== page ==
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As another blog has noted, “contractors, subcontractors, owners, lenders, and title companies often become intertwined when a party seeks to purchase title insurance coverage for mechanic’s liens.” While many title insurance companies are willing to insure against some mechanics liens, most will insert a general exception for unfiled liens. As construction and contract negotiations continue however, title insurance companies are often willing to delete this exception to unfiled liens if certain conditions are met, such as an affidavit being filed stating that no work has been completed within the statutory time limitations for filing a lien. (For example: If a state’s law mandates that all liens must be filed within 90 days of last furnishing labor or materials, a title insurance company will delete the lien exception if the seller states that no labor or materials have been furnished within the last 90 days). While removing this exception in Ohio was done at no charge in the past, a new law adds fees to deleting a lien exception provision from a title insurance policy.
Ohio Adds New Fees to Remove Lien Exception Provisions
On May 1, 2013, new charges implemented by the Ohio Department of Insurance went into effect that will significantly raise costs to remove the standard mechanic’s lien exception from title insurance policies. What was once a a common (free) practice became an expensive endeavor overnight.
The new regulations essentially cover two scenarios:
- Where work has already begun on the property and there is a “risk of loss of priority to a mechanics lien claimant,” it will now cost 40% of the base title insurance premium, with a minimum of $500, to remove a mechanics lien exception.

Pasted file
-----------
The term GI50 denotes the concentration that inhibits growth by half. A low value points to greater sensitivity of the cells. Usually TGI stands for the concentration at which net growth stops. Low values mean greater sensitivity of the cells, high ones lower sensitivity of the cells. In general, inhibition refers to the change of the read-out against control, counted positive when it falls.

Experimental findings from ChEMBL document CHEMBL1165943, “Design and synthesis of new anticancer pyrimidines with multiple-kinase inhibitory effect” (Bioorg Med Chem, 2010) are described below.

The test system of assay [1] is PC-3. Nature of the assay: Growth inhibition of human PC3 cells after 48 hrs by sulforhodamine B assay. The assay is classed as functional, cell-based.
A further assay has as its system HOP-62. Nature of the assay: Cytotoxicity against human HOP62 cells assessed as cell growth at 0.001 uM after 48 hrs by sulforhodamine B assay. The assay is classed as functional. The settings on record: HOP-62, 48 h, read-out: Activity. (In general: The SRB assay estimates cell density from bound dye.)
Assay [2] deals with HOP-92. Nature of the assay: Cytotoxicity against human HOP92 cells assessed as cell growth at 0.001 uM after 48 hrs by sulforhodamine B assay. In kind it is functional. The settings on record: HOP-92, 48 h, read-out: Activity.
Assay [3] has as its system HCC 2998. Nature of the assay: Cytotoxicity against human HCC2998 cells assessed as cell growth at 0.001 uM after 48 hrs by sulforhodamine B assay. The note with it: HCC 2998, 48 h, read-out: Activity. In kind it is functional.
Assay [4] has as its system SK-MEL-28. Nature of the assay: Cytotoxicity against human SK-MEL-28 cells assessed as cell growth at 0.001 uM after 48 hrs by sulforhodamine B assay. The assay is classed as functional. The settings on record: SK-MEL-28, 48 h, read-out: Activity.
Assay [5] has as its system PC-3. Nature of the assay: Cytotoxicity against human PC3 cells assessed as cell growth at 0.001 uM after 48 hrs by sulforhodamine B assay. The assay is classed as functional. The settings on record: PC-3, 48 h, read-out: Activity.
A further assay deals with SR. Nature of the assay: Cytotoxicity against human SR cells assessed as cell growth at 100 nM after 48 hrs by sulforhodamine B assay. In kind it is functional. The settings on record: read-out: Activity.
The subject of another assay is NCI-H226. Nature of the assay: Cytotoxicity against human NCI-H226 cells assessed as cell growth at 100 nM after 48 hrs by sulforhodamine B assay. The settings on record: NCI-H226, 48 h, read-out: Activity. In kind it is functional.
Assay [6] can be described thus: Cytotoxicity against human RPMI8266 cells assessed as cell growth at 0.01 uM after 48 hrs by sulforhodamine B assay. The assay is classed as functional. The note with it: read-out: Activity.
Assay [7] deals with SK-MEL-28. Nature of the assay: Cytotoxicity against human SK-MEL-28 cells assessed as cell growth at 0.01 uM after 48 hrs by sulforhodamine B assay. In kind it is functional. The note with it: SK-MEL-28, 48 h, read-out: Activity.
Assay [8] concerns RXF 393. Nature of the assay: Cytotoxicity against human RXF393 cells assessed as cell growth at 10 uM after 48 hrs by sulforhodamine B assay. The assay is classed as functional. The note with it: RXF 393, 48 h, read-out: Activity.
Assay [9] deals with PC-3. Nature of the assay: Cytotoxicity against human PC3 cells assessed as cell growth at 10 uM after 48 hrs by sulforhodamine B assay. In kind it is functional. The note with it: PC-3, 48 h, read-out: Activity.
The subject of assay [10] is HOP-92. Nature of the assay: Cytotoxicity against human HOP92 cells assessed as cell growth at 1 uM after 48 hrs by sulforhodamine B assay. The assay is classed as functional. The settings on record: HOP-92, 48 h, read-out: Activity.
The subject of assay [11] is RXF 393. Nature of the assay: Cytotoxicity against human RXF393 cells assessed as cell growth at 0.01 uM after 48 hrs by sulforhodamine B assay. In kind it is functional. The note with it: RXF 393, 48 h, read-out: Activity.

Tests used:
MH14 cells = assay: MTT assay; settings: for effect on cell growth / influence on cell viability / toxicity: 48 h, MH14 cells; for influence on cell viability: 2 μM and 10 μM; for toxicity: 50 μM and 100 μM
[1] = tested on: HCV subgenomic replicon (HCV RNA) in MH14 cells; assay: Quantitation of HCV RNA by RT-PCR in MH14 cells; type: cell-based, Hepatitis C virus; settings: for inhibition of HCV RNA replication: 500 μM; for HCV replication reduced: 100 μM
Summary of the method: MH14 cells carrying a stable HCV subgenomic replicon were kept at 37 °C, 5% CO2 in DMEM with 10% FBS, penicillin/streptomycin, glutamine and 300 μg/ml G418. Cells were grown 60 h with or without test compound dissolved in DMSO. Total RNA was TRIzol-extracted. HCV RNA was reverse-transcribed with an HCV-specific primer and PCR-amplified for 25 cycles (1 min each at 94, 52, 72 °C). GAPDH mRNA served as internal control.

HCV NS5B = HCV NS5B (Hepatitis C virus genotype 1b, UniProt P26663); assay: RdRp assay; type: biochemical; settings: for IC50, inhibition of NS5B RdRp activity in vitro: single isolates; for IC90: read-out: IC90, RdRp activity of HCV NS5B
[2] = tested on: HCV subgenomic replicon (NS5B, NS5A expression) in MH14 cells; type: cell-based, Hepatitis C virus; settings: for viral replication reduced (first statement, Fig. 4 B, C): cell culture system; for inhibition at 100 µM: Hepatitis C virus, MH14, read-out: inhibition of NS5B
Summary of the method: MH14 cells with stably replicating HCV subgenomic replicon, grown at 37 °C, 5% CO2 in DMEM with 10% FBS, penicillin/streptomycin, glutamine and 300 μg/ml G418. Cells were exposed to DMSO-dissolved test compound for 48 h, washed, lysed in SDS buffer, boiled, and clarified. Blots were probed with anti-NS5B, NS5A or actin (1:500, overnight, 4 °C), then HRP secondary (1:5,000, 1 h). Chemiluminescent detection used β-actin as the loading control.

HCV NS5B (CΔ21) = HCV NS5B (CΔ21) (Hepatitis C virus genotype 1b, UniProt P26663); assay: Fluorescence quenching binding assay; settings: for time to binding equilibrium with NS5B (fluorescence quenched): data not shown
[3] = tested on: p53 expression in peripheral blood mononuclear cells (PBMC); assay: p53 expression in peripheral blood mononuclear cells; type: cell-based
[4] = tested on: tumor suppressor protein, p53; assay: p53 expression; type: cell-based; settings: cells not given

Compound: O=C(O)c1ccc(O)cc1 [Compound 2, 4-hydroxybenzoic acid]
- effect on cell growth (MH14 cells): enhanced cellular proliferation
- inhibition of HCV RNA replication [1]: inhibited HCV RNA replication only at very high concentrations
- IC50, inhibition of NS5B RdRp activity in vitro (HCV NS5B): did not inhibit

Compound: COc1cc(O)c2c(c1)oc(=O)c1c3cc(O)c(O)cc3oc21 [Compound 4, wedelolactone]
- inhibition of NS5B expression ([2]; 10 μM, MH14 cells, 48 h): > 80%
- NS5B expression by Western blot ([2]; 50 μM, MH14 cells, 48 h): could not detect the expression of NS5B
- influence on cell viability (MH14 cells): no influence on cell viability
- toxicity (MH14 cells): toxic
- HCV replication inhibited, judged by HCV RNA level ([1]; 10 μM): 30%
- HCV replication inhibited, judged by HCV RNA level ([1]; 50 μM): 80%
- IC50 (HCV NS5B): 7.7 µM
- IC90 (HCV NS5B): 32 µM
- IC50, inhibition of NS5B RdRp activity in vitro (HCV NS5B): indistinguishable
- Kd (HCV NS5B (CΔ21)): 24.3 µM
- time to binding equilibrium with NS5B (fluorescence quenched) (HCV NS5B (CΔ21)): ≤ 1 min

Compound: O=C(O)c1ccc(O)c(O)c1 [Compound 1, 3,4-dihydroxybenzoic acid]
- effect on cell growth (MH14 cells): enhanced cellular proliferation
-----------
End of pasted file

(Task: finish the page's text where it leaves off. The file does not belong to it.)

- Where work has already begun on the property and there is not a known risk of loss of priority to a mechanics lien claimant, it will still cost 10% of the base premium, with a minimum of $250, to remove the mechanics lien exception.
The Purpose of the New Law
The new charges added by the law seem to have one overriding purpose: To discourage real estate developers from beginning construction without first obtaining financing and a title insurance policy.
While the new charges — with a minimum of $500 and $250 (and a maximum of 40% of the title insurance premium), depending on the circumstances — are somewhere in between a “slap on the wrist” and unaffordable, they will certainly make developers think twice about diving head-first into a new construction project without first obtaining all the guarantees that the project will be seen through to completion. Since the law went into effect only a few weeks ago, we’ll have to wait for new statistics to emerge to state conclusively if the changes have had any real measurable effect on new construction projects.
Do the New Fees Affect Ohio Mechanics Lien Claimants?
Mechanics liens claimants still have every right they did before to place and later sue to foreclose on any mechanics lien. The only issue is whether a title insurance company would be required to pay. While the new laws may change the proportion of which party – the owner or insurer – pays, there seems to be no danger that mechanics liens filed in Ohio have any less of a chance of being paid off than they did before.